Mustafa Kemal Atatürk created the Republic of Turkey in 1923. His goal was to set up a secular state. Turkey was the first Moslem nation to become a Republic. It has served since the early 1920s as a model for Moslem and non-Moslem nations in the emerging world. Unfortunately its Moslem neighbors have not followed the example set by Attaturk, and current Turkish President Recep Tayyip Erdogan has successfully undone what Attaturk began.
Time Magazine posted an article today about Turkey’s most recent election.
The article reports:
President Recep Tayyip Erdogan has cemented himself as the strongman of Turkey, after his coalition won presidential and parliamentary elections that will extend his powers and possibly his rule for as long as a decade.
Erdogan’s coalition gained around 53% of the vote with close to 90% turnout, according to the state broadcaster, meaning he will extend his 15-year rule for at least another five – with the potential to control Turkey until 2028.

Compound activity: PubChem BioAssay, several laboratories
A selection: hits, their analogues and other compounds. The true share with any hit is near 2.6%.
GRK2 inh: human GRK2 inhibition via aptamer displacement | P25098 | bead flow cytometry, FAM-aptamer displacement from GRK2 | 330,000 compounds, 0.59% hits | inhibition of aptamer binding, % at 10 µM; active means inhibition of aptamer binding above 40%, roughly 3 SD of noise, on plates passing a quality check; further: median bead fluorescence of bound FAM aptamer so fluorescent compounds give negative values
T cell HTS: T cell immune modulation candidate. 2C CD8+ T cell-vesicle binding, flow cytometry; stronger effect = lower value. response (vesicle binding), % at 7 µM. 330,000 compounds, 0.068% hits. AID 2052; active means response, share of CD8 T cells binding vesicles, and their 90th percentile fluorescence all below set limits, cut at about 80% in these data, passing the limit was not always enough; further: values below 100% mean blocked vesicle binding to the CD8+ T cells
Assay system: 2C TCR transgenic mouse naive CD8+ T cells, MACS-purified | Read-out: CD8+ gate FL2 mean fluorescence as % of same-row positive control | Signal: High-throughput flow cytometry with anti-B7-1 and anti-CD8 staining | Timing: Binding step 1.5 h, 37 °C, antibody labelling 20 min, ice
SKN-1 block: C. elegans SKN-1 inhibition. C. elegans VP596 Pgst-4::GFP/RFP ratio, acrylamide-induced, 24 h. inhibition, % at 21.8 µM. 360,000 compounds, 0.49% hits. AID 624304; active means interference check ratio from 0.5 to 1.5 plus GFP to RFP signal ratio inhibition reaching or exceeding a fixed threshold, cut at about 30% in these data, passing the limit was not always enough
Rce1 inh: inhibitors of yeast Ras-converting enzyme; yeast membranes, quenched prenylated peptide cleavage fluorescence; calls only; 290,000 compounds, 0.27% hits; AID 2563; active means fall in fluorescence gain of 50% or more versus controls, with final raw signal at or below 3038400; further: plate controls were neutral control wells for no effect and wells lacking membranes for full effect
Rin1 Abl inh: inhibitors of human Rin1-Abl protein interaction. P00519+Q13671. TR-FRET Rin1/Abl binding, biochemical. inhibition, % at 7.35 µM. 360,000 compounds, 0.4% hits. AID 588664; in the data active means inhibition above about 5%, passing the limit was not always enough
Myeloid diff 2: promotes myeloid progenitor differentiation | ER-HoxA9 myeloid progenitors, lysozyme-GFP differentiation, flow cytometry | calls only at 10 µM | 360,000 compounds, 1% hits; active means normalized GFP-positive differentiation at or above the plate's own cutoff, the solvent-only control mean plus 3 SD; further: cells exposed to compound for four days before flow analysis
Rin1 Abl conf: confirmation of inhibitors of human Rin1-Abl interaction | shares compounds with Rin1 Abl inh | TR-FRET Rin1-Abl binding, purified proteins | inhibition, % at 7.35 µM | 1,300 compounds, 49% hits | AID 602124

“Turkey has given a lesson in democracy to the whole of the world,” he claimed in his speech. Elsewhere, his opponents cried foul with accusations of an unjust race, saying Erdogan’s party had the unfair backing of the state and the opposition was cowed by emergency laws.
The election has crucial implications for regional security, refugee flows, and world democracy — but also for Turkey itself, at the crossroads between Europe, Russia and the Middle East.
The article explains what will be the result of this election:
Last year, Erdogan held and narrowly won a referendum on amending Turkey’s constitution. The changes, which come into effect following this election, include a shift away from a parliamentary system to an executive presidency.
Erdogan will gain the power to issue decrees, appoint public officials including ministers and judges, decide the budget and control the military and the police. By contrast the power of parliament will be diminished and the role of prime minister abolished.
The dream of Attaturk has died with the last election in Turkey. This is another example of the incompatibility of Islam with freedom and democracy. Those who love freedom need to realize that radical Islam is a political system–not a religion. The dream of Erdogan is to reestablish the Caliphate that was the Ottoman Empire with Turkey leading the way. That is not a step in the direction of peace in the Middle East.